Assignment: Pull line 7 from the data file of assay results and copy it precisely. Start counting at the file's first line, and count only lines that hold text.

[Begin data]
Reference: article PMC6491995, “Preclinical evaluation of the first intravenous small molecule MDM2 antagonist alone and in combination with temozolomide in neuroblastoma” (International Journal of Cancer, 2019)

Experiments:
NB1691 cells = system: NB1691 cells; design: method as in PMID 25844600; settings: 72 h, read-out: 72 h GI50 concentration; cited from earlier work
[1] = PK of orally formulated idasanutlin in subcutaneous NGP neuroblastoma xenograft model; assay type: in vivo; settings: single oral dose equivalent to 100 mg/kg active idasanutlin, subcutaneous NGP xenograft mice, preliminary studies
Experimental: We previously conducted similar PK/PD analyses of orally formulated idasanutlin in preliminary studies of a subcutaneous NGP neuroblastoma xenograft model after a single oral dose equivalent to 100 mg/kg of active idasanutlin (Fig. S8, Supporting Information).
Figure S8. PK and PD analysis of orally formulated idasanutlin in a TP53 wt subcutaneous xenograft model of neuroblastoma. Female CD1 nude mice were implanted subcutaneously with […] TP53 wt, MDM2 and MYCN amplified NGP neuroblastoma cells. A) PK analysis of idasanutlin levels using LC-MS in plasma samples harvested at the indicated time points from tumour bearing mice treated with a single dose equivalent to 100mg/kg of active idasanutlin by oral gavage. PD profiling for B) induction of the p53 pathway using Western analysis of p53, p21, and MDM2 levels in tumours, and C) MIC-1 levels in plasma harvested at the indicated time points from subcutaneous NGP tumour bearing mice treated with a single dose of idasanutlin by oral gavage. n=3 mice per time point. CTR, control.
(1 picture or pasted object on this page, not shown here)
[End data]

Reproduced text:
(1 picture or pasted object on this page, not shown here)